Vietnam won’t be pushed around by China

(BGF)  –  “Vietnam is no match for China when it comes to military power and never will be”, as H.D.S Greenway comments on Vietnam in its dispute over China’s bringing in a giant oil rig off the Paracel Islands that both claim in the South China Sea. However, as he said, “Vietnam could make further Chinese attempts to control all of the South China Sea expensive and dangerous.”

In the Boston Globe, Greenway shared his thought and own eye-witnessed story about Vietnamese spirit in war 40 years ago and even made a in-depth research into Vietnam history and its victories against Chinese invasions.

Click here to read the full story or visit the Boston Globe website.

Vietnam won’t be pushed around by China

White House supports legal actions to resolve China, Vietnam dispute

(BGF) – Vietnam government was considering taking legal action against China, the Prime Minister Nguyen Tan Dung said in comments to Reuters.The White House also expressed its support the use of arbitration or other international legal mechanisms in order to resolve the dispute, as Roberta Rampton and Jeff Mason from Reuters reported.

Click here to read the full story or visit the Reuters website.

White House supports legal actions to resolve China, Vietnam dispute

May 22, 2014 | By Roberta Rampton and Jeff Mason

vietphi6-5f545

(Vietnamese Prime Minister Nguyen Tan Dung (left) and the Philippines President Bengino Aquino in a meeting on May 21. Photo Credit: Reuters)

(Reuters) – The White House said on Thursday it would support the use of legal action by Vietnam against China to resolve a dispute after the deployment of a Chinese oil rig to disputed waters in the South China Sea.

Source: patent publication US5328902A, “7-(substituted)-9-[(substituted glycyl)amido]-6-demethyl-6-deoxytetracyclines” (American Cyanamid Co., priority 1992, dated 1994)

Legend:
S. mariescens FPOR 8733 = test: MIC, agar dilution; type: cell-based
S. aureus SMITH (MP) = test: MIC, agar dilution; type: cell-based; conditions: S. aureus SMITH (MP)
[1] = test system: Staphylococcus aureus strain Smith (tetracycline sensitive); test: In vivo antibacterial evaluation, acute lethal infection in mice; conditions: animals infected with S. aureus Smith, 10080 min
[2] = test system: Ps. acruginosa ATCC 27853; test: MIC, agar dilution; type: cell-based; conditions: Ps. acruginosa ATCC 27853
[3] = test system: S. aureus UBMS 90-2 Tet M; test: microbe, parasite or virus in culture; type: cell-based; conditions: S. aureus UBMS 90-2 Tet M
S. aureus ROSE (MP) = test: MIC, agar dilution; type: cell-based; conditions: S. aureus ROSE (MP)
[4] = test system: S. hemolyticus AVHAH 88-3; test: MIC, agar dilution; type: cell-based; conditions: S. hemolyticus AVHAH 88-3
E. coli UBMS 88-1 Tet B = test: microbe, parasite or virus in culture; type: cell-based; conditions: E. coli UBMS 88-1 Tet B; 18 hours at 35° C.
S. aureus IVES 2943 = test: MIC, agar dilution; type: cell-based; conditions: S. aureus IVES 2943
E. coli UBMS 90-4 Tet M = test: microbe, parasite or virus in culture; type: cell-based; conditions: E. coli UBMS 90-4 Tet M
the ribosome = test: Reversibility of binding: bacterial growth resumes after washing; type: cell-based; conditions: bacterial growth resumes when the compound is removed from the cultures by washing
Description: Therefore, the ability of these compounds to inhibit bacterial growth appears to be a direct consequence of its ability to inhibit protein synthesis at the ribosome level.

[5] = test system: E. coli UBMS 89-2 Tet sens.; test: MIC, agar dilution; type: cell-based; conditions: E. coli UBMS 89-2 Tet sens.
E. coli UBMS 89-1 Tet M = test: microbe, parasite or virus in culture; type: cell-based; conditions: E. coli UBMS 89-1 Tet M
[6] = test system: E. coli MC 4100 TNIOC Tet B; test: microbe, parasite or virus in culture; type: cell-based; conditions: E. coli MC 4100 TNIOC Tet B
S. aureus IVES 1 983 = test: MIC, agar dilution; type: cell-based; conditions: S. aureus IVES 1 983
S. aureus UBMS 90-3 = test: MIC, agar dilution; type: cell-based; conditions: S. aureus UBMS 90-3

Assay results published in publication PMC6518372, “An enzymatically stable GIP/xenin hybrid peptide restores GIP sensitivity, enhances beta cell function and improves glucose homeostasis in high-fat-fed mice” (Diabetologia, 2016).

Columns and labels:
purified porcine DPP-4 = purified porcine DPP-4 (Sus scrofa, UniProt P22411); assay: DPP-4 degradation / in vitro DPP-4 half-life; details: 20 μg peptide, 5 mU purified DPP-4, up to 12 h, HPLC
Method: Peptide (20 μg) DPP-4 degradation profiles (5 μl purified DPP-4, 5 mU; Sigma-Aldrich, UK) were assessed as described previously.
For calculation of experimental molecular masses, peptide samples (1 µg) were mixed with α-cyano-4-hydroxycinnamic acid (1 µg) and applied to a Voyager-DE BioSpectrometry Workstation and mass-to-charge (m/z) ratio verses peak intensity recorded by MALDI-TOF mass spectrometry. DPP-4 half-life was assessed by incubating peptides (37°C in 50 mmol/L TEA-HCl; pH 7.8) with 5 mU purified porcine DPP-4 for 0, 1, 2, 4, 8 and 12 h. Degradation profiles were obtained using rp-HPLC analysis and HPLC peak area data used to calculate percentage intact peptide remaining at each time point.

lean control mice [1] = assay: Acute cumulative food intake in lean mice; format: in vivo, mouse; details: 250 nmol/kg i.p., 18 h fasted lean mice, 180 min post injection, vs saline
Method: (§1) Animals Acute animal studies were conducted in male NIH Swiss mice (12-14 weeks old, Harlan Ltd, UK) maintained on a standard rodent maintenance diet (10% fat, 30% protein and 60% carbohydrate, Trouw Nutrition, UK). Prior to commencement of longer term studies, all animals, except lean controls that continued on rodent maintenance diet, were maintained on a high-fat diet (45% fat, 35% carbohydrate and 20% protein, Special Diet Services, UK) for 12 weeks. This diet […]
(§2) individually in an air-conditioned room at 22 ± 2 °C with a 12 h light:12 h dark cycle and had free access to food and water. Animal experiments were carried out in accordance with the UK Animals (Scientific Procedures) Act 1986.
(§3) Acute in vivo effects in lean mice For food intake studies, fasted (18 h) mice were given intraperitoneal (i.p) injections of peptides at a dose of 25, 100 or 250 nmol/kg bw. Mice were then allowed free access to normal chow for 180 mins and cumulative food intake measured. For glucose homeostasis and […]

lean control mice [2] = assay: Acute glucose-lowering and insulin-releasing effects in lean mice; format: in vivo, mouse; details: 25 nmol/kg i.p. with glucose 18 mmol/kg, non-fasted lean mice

Vietnamese Prime Minister Nguyen Tan Dung said, in comments to Reuters, his government was considering various “defense options” against China, including legal action.

U.S. support for such a move would likely upset Beijing.

“The United States has a national interest in maintenance of peace and stability; respect for international law; unimpeded lawful commerce; and freedom of navigation and over flight in the South China Sea,” White House spokesman Patrick Ventrell said in response to questions about the prime minister’s remarks.

“The United States supports the use of diplomatic and other peaceful means to manage and resolve disagreements, including the use of arbitration or other international legal mechanisms.”

Click here to continue reading.

 

 

Chinese Military Said to Be Massing Near the Vietnam Border

(BGF) – Joshua Philipp from the Epoch Times reported that China’s military in full combat gear were seen heading to the Vietnamese border on May 16 and 17, with photographs taken by by residents near the border. One Chinese netizen reckoned that “Conflict between China and Vietnam is imminent.”

Click here to read the full story or visit the Epoch Times website.

Chinese Military Said to Be Massing Near the Vietnam Border

May 18, 2014 | By Joshua Philipp
ChineseMilitaryVehicles_1405171648071657-602x450

(Photo Credit: The Epoch Times)

Troops, tanks, trucks, artillery, and armored personnel carriers of China’s military were seen heading to the Vietnamese border on May 16 and 17, according to photographs taken by by residents near the border.

Chinese netizens have been posting photographs of the large movement of the People’s Liberation Army, many of them showing Chinese troops in full combat gear heading to the local train station in Chongzuo, along with military vehicles.

One netizen said the Chinese military was taking the train from the Chongzuo station to Pingxiang City, which shares a 60-mile border with Vietnam. The netizen said that the Huu Nghi Border Gate to Vietnam is also now closed.

One of the photos, taken from inside a passenger train, shows the Chinese military preparing artillery for transport on a train track. Others show Chinese troops and military vehicles traveling along dirt roads.

Another photograph shows troops walking under the red-colored entrance to the Longzhou International Building Materials Market, on Provincial Road in the city of Chongzuo.

A reverse image search of each of the photographs using Google indicated that the photographs had appeared on the Internet only recently. Most were indexed by Google on Saturday.